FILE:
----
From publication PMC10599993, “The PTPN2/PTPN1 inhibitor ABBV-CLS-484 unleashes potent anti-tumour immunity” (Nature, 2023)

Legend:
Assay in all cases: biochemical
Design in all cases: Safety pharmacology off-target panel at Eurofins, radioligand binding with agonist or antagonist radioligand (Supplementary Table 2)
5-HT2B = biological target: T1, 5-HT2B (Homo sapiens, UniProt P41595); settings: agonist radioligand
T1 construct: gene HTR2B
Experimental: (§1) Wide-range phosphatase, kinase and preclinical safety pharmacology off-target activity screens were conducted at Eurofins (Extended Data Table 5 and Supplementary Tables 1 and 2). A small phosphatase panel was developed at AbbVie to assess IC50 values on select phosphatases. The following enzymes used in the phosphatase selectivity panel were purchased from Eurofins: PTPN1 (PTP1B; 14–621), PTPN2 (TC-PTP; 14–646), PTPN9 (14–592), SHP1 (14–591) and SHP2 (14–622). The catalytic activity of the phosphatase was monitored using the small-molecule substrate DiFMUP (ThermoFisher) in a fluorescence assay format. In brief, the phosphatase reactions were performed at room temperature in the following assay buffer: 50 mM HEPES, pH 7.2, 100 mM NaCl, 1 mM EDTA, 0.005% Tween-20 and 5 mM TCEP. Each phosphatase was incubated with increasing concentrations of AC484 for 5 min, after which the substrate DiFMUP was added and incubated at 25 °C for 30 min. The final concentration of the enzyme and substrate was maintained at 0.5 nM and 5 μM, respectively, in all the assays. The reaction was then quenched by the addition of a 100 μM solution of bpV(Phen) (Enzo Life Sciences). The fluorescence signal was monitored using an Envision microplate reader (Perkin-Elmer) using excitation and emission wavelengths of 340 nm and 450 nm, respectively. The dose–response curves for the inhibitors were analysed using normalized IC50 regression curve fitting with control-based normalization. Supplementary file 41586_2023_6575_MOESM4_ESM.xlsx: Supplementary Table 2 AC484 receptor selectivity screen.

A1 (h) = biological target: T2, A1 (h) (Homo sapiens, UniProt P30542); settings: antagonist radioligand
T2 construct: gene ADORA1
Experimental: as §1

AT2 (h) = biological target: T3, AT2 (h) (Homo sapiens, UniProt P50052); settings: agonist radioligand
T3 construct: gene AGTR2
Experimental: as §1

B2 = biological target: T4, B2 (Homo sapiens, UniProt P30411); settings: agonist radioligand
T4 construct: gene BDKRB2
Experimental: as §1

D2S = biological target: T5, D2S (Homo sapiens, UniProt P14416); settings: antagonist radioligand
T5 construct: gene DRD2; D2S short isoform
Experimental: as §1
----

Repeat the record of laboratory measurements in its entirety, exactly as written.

From publication PMC10599993, “The PTPN2/PTPN1 inhibitor ABBV-CLS-484 unleashes potent anti-tumour immunity” (Nature, 2023)

Legend:
Assay in all cases: biochemical
Design in all cases: Safety pharmacology off-target panel at Eurofins, radioligand binding with agonist or antagonist radioligand (Supplementary Table 2)
5-HT2B = biological target: T1, 5-HT2B (Homo sapiens, UniProt P41595); settings: agonist radioligand
T1 construct: gene HTR2B
Experimental: (§1) Wide-range phosphatase, kinase and preclinical safety pharmacology off-target activity screens were conducted at Eurofins (Extended Data Table 5 and Supplementary Tables 1 and 2). A small phosphatase panel was developed at AbbVie to assess IC50 values on select phosphatases. The following enzymes used in the phosphatase selectivity panel were purchased from Eurofins: PTPN1 (PTP1B; 14–621), PTPN2 (TC-PTP; 14–646), PTPN9 (14–592), SHP1 (14–591) and SHP2 (14–622). The catalytic activity of the phosphatase was monitored using the small-molecule substrate DiFMUP (ThermoFisher) in a fluorescence assay format. In brief, the phosphatase reactions were performed at room temperature in the following assay buffer: 50 mM HEPES, pH 7.2, 100 mM NaCl, 1 mM EDTA, 0.005% Tween-20 and 5 mM TCEP. Each phosphatase was incubated with increasing concentrations of AC484 for 5 min, after which the substrate DiFMUP was added and incubated at 25 °C for 30 min. The final concentration of the enzyme and substrate was maintained at 0.5 nM and 5 μM, respectively, in all the assays. The reaction was then quenched by the addition of a 100 μM solution of bpV(Phen) (Enzo Life Sciences). The fluorescence signal was monitored using an Envision microplate reader (Perkin-Elmer) using excitation and emission wavelengths of 340 nm and 450 nm, respectively. The dose–response curves for the inhibitors were analysed using normalized IC50 regression curve fitting with control-based normalization. Supplementary file 41586_2023_6575_MOESM4_ESM.xlsx: Supplementary Table 2 AC484 receptor selectivity screen.

A1 (h) = biological target: T2, A1 (h) (Homo sapiens, UniProt P30542); settings: antagonist radioligand
T2 construct: gene ADORA1
Experimental: as §1

AT2 (h) = biological target: T3, AT2 (h) (Homo sapiens, UniProt P50052); settings: agonist radioligand
T3 construct: gene AGTR2
Experimental: as §1

B2 = biological target: T4, B2 (Homo sapiens, UniProt P30411); settings: agonist radioligand
T4 construct: gene BDKRB2
Experimental: as §1

D2S = biological target: T5, D2S (Homo sapiens, UniProt P14416); settings: antagonist radioligand
T5 construct: gene DRD2; D2S short isoform
Experimental: as §1